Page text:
To business plan, or not to business plan: that is the question

As more candidates for senior roles are being asked to write a business plan, I thought I’d look into why. Is this a way for candidates to showcase themselves and their approach to strategy and planning? Or is it a way for employers to acquire strategic plans without paying for them?

(Spoiler alert: It’s not the latter).

Is this a white elephant I see before me?

Now I can’t talk about business plans without discussing the job interview. There’s lots of current debate* as research suggests that job interviews may not be as useful as employers think.

Performing well in an interview may demonstrate how good a candidate is at presenting the best version of themselves, but is it really a good indicator of how well they’ll perform in the job? There. I said it.

One way to approach job interviews differently is to shift the focus away from questioning and ask candidates to present a business plan detailing what they’d do in the days, weeks and months after getting the job. 

Think about it for a minute. If the interview is structured as a presentation, the candidate should come prepared. They should know what you need, what they can do for you, and how they’ll do it better than anybody else. Ah it’s starting to make sense now.

Business plan, business plan, wherefore art thou business plan?

So what exactly should a plan contain? Perhaps the most obvious but crucial of all things is to understand the company, it’s values, major problems, and market. They’ll want to see that you know your stuff, you’re asking the right questions and that you can think strategically.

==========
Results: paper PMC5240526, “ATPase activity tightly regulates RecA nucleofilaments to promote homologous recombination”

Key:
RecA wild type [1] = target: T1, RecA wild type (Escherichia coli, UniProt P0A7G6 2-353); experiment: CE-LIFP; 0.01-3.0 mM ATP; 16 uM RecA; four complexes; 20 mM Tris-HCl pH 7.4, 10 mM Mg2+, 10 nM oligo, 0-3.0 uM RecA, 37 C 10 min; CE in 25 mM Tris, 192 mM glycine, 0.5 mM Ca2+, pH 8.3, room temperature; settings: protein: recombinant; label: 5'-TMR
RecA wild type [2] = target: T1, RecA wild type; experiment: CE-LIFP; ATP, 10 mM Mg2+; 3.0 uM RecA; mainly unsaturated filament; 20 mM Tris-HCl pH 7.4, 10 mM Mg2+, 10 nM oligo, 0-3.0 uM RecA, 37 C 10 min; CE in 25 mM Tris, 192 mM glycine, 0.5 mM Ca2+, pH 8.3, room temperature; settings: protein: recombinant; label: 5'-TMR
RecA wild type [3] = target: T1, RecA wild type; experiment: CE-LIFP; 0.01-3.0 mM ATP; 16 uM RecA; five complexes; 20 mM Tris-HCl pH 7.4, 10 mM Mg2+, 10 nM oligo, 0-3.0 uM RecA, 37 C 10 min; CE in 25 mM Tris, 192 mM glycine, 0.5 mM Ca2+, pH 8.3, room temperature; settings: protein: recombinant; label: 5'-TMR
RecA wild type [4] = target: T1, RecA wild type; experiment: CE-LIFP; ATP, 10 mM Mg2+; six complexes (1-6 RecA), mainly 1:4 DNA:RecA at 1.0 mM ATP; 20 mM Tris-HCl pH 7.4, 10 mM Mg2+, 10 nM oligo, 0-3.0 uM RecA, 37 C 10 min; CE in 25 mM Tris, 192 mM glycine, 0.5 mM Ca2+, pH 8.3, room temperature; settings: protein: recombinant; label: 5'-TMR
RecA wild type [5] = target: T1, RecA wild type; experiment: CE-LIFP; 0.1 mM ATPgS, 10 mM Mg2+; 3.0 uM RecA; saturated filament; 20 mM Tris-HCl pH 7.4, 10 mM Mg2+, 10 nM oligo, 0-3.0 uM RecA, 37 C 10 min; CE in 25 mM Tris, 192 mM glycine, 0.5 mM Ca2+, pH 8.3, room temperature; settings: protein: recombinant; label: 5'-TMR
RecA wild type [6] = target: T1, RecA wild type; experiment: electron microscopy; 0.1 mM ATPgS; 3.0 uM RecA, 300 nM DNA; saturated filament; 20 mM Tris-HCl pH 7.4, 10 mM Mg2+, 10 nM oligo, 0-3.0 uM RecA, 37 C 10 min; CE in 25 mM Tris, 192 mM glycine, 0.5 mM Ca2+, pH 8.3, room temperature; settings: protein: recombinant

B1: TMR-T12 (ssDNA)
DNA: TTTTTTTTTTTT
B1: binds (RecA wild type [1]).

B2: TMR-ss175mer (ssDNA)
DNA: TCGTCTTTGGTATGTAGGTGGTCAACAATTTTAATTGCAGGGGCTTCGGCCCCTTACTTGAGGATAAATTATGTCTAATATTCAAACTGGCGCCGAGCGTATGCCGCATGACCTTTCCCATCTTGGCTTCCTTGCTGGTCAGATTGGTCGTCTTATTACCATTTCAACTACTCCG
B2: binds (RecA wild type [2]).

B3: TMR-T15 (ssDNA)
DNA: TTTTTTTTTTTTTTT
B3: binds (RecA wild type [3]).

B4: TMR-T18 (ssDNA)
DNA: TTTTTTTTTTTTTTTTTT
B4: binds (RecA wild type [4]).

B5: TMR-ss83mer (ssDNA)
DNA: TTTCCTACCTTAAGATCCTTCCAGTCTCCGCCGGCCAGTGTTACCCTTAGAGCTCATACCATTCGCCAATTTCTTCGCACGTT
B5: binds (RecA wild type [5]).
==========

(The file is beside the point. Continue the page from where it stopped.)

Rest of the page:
The final plan may not be what they’re looking for, they may be more interested in how you approached the task OR they may want the final plan and all the nitty gritty. They might want to see an executive summary, a description of the business you want to create, a list of activities needed to achieve that and your financial predictions.

Nobody said it was easy. If you’re looking for a definitive guide, there isn’t one. Sorry.

If plans be the food of love play on

I think it’s safe to say that the job interview is here to stay, but perhaps the focus will move away from competency based questions that may not tell us anything, and more towards a business plan presentation and discussion. 

Understanding what a candidate can do for your business hinges on how well they understand your needs, and less about how well they can answer pre-prepared questions. An informal chat afterwards provides the opportunity for meaningful discussion, without the artificial pressure and awkwardness of vetting questions.

What are your experiences of business plans?

As a candidate are you filled with dread or do you welcome the opportunity? As an employer, have you found them to be useful predictors of job performance? I’d love to hear your thoughts. Please drop me a line in the comments here or over on email at hello@foundus.co.uk. 

*There’s lots of questions and debate which I can’t do justice to here. For more information please read more at https://www.fastcompany.com/40579524/what-if-we-killed-the-job-interview and https://www.cmo.com/opinion/articles/2016/1/22/why-you-should-treat-job-applicants-like-consultants.html#gs.6k4AGp4